Clément’s reference to the number of these studies indicates the extent of the gaps in this part of the Géricault catalogue. Our small oil on paper mounted on card is thus all the more precious, and the harm it may have suffered in the course of the years suggests just how the trace of many others may have been lost. In 1930 Louis Dimier reproduced a Study of a Torso (ill. 3), sold on 20 February of that year as being by Géricault: “Here is a small, extremely beautiful male torso which I saw at the Manzi sale in 1919, where it went for 3000 francs. It was well worth that. This time it went for 500, for lack of collectors sufficiently bent on grasping its excellence. Auctioneer Couturier sold it as Lot no. 7 on 20 February. It was attributed to Géricault, but is certainly not by him. I once tried to track down the artist, and settled for Pagnest on the basis of a signed male nude of very similar execution that I came across at the home of the late Mr Alexis Godillot. Regardless of who painted it, it is a beautiful work and worthy of our respect.”5 Although the composition exactly matches that of our sketch, the work presents several notable differences. Firstly, technical: it is described as an oil on canvas and is markedly larger (47 x 40 cm instead of 40 x 29.5 cm). Secondly, the forms: the right arm and forearm are partially modelled, but the right hip is not; the breeze ruffling the hair is not blowing in the same direction; and the light grey ground modifies the values considerably. Bruno Chenique6 has deduced from a comparison of the two images that they are in fact one and the same work, but that it has been subjected to alterations on two occasions: entirely retouched prior to its first sale in 1919, cropped for reasons unknown after the 1930 sale, then stripped of its retouchings. It is true that many works by Géricault have been denatured in this way, but while the historical sequence suggested by Bruno Chenique is plausible, there are no good reasons for dismissing the hypothesis that the Manzi collection Study of a Torso and our own are two distinct works.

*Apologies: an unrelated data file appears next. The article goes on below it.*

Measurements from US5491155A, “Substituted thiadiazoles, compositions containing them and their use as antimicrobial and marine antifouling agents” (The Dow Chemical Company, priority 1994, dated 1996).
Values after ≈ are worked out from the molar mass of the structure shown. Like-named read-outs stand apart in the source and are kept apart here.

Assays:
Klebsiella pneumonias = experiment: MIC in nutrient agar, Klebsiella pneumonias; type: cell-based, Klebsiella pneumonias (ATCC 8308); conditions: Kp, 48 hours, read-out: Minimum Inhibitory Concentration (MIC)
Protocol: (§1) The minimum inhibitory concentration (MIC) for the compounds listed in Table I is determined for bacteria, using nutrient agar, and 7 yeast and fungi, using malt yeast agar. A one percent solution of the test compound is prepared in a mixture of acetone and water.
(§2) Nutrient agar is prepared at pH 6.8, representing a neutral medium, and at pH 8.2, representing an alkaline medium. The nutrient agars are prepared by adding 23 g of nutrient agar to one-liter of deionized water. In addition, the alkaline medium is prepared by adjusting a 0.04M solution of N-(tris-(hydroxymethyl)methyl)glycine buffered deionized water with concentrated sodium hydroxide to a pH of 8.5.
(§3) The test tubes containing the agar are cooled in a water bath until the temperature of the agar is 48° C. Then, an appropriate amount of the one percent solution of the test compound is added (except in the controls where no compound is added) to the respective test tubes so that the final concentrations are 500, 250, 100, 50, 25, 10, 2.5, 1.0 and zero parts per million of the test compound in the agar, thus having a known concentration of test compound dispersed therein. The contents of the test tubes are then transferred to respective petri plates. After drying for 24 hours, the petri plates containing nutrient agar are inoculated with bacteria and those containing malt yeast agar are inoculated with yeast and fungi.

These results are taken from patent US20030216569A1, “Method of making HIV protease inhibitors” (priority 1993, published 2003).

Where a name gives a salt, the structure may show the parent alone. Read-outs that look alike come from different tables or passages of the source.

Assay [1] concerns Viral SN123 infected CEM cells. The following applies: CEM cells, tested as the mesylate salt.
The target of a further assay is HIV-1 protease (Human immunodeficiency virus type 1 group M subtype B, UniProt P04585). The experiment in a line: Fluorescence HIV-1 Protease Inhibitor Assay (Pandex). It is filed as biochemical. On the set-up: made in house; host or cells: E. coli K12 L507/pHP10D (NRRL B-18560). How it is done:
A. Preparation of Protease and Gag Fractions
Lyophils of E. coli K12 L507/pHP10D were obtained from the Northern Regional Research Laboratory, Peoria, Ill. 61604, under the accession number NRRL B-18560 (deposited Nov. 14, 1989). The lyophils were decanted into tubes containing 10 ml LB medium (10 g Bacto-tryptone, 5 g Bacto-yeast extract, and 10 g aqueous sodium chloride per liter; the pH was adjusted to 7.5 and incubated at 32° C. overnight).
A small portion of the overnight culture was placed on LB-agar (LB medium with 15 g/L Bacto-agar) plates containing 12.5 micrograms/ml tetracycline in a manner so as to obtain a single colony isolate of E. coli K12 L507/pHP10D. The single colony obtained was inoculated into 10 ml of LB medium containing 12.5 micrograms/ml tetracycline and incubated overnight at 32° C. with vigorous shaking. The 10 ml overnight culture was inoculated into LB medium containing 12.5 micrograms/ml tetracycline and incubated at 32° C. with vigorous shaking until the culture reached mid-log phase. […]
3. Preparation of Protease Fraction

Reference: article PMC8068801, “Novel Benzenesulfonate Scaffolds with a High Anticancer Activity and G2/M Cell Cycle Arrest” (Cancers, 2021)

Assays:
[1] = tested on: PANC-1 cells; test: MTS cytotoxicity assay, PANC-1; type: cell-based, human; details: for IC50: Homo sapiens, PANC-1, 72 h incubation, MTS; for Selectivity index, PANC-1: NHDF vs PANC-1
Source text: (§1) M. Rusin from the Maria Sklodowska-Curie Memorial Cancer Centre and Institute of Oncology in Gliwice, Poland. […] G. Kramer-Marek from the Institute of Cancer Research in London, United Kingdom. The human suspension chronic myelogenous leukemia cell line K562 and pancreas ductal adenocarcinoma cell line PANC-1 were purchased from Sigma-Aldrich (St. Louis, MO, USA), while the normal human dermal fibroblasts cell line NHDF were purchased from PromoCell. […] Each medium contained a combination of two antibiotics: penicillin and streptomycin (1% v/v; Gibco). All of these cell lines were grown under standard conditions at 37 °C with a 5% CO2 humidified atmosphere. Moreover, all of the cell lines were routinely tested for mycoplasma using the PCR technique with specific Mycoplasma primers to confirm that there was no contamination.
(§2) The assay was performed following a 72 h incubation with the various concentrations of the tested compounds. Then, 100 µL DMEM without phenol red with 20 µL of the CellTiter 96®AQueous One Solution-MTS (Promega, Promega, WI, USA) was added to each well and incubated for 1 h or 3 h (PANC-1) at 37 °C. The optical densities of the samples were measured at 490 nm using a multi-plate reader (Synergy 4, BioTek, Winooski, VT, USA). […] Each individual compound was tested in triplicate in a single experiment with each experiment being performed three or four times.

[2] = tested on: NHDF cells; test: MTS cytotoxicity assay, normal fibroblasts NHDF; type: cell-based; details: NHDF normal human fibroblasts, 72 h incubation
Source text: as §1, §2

What is certain, on the other hand, is that our work once belonged to art writer Philippe Burty (1830–1890), as the removal of the discoloured varnish revealed his mark lower left. A much respected collector, Burty was a contributor to the Gazette des Beaux-Arts since its founding in 1859, and counted many artists among his friends. It was Delacroix – whose post-mortem sale catalogue he published, as well as a volume of letters7 – who introduced him to the history of Guérin’s atelier, where the painter of The Massacre at Chios had begun his friendship with the creator of The Raft of the Medusa.

 

 

1. See Germain Bazin, Théodore Géricault. Étude critique, documents et catalogue raisonné, II: L’œuvre : période de formation (Paris, Bibliothèque des Arts, 1987), pp. 287–302.

2. Quoted by La Garenne, “Géricault (Jean-Louis-Théodore-André)”, Biographie Universelle, Ancienne et Moderne, Supplément, LXV (Paris: Michaud, 1838), pp. 296–297.

3. Charles Clément, Géricault. Étude biographique et critique avec le catalogue raisonné de l’oeuvre du maître, 3rd edition (Paris: Didier et Cie, 1879), pp. 28–29.

4. Ibid., pp. 34–35. In an unpublished essay on the Study of a Male Torso, Bruno Chenique looks at the critical reception given Géricault’s male nudes as a whole.

5. Louis Dimier, “Tableaux qui passent”, Beaux-Arts. Chronique des Arts et de la Curiosité, no. 4, 20 April 1930, p. 17, repr.

6. Bruno Chenique, “Un tableau de Théodore Géricault, Etude de torse d’homme”, unpublished, p. 20.

7. Philippe Burty (ed.), Lettres de Eugène Delacroix (1815 à 1863) (Paris: Carpentier, 1878), p. XVI.